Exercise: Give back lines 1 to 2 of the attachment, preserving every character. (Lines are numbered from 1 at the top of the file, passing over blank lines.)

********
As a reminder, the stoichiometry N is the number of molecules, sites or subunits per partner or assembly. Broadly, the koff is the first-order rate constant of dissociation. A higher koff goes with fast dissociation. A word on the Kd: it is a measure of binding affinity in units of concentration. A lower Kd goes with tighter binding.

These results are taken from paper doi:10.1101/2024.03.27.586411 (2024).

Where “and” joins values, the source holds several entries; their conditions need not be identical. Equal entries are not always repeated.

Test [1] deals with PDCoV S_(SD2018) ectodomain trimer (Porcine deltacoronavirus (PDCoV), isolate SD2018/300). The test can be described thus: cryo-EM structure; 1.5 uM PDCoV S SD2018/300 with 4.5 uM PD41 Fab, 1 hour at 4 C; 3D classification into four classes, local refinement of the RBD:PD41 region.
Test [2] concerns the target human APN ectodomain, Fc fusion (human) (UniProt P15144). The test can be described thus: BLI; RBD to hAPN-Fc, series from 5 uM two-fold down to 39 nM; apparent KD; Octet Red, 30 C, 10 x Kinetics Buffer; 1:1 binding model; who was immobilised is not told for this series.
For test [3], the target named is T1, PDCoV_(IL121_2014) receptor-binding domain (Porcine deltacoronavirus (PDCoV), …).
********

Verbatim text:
As a reminder, the stoichiometry N is the number of molecules, sites or subunits per partner or assembly. Broadly, the koff is the first-order rate constant of dissociation. A higher koff goes with fast dissociation. A word on the Kd: it is a measure of binding affinity in units of concentration. A lower Kd goes with tighter binding.

These results are taken from paper doi:10.1101/2024.03.27.586411 (2024).